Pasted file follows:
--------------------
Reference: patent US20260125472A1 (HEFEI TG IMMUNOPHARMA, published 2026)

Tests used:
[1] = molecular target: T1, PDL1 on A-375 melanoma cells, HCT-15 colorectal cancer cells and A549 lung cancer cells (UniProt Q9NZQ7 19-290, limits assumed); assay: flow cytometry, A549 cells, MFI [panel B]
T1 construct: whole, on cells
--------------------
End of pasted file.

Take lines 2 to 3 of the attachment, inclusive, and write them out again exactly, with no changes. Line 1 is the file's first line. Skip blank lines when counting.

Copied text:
Tests used:
[1] = molecular target: T1, PDL1 on A-375 melanoma cells, HCT-15 colorectal cancer cells and A549 lung cancer cells (UniProt Q9NZQ7 19-290, limits assumed); assay: flow cytometry, A549 cells, MFI [panel B]